2. says: Phil Tallon


    Good breakdown of the Daisey scandal. In the TAL interview, Daisey seemed to hope that the patina of “art” would cover his very real deceptions. But the mistake he is making here is that, not just the details, but the very effect of the show rests on an assumption that these events are factual. The whole tenor of the show is, as you say, an earnest account, and when that earnestness is in question, the whole thing crumbles.

    Kevin Kinghorn, in an essay in my forthcoming book THE PHILOSOPHY OF SHERLOCK HOLMES, define deception like this:

    “To communicate something with the intention that another person comes to hold some false belief, where the reasons the deceiver manufactures rely on an incorrect assumption of someone’s insincerity.”

    THE AGONY…OF STEVE JOBS trades on Daisey’s sincerity, and there causes audiences to hold false beliefs.

    1. says: Cole Matson


      Thanks. I agree, the mistake was that the show was presented as entirely factual, in a way meant to encourage the audience to understand “factual” in a journalistic (not a “theatrical” way). David’s post, which I linked to in my above comment, shows pictures of the programme disclaimers at both the Public and Woolly Mammoth Theaters (in NYC and DC, respectively), where the show was presented. The same disclaimer, inserted by Daisey, was, “THIS IS A WORK OF NONFICTION”. The inclusion of that disclaimer is an acknowledgement that an audience is naturally going to assume a piece being performed in a theatre is fiction; it is an attempt to override that assumption, an extra effort made to claim to assert the factual nature of the entire piece. It’s as if, instead of just not putting up a label, he took down the label that said “Fiction” in order to put up a label that said “Fact”.

      1. says: Phil Tallon

        Yup. Daisey clearly wanted people to get the idea this was all true. Though maybe he thought he could, if pressed, hide behind the skirts of Lady Drama. Which is what he tried to do in the TAL interview.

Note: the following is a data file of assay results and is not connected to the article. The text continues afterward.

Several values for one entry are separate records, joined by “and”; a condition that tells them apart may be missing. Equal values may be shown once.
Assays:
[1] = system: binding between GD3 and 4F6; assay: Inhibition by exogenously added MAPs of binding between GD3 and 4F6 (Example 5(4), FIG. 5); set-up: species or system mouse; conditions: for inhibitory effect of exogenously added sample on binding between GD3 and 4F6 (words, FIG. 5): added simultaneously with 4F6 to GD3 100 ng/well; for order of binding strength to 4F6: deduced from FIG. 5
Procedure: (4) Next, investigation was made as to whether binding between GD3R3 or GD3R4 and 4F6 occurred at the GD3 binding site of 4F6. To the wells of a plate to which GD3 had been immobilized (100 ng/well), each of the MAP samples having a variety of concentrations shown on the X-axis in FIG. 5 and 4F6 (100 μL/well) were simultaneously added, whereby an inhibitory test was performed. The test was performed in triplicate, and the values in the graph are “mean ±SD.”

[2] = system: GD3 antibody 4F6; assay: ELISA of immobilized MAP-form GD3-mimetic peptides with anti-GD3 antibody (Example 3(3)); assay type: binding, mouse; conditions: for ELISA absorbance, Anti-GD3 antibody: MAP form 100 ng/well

But I think that Daisey is being willfully blind to the complicated way that the arts, even fiction, interact with things that we believe to be true about the world.

        I wonder if many people would go see AGONY OF…STEVE JOBS if they thought it was fiction? I think I would find Daisey’s earnest account of bad work conditions really tedious and trying if I thought it was largely made up. And likewise would find the bits of biography confusing. Big chunks of this show make no sense if filed under fiction.

        1. says: Cole Matson

          I read the script with the knowledge that parts of it were fictional, and I found myself wondering what was true and what was made-up. But I still enjoyed it, and apparently others who have seen/read it have had the same experience, even knowing it was “based on a true story” rather than completely a true story. It’s like THE SOCIAL NETWORK – Aaron Sorkin was clear that he had changed parts of the story to make it better drama, but I still really enjoyed it. Knowing that the events Daisey refers to are based on real events, even if they didn’t happen to him (e.g., the hexane workers), still provides an emotional punch. I just wish he had acknowledged that he could still make a good story with either just the facts, or with a semi-fictional dramatization presented as a semi-fictional dramatization.

  3. says: Phil Tallon

    Yup. I think some alternate framing could have kept Daisey’s bacon out of the fire. Though it seems like it would have been better for him to just try and tell the truth in an entertaining way. According to TAL, many of the “deeper truths” Daisey was trying to communicate (such as about young teens in factories) aren’t supported either. So if he presented a “fictionalized” story about teens making iPads, he still might be misleading people about Apple’s practices.

  4. says: Cole Matson

    In the apology on his blog, he quotes himself from a 2011 interview that a reader dredged up for him:

    “Oh, well you know what I’ve found over the years is that the facts are your friends, like if there’s ever a case where I’m telling the story and I find the facts are inconvenient, 9 times out of 10 it means I haven’t thought about the story deeply enough.”

    And he acknowledges he made a mistake this time, and should have let the facts tell him the story, if he wanted to make a political argument based on the facts.

    One fact of which is that Apple is aware of the problem of underage workers, it’s a small problem in comparison with the other problems, and they’ve already taken steps to address it.